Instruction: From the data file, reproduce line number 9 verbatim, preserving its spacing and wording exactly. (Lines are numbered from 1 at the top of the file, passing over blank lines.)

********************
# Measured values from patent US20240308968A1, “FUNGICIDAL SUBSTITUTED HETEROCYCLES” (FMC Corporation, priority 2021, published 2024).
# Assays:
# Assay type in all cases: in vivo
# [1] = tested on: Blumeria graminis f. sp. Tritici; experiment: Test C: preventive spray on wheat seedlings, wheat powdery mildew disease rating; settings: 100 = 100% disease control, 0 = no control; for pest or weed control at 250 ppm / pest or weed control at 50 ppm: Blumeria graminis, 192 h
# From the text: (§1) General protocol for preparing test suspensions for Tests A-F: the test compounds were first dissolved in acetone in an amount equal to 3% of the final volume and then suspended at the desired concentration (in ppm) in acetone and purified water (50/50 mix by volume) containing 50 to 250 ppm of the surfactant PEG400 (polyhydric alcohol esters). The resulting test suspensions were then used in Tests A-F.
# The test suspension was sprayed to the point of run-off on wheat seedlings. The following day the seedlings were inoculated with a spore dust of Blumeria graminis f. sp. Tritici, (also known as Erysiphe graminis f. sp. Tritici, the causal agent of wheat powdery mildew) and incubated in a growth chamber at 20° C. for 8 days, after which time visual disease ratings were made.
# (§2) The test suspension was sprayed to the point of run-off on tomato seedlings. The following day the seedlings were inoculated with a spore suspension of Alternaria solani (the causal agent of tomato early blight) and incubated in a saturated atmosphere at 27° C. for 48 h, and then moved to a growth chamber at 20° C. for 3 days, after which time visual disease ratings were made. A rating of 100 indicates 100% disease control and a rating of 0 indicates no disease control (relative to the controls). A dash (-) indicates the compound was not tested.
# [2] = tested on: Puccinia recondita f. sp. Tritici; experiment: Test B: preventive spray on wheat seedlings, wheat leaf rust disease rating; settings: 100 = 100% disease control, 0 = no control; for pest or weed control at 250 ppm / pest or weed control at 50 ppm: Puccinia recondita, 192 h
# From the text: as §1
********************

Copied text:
# From the text: as §1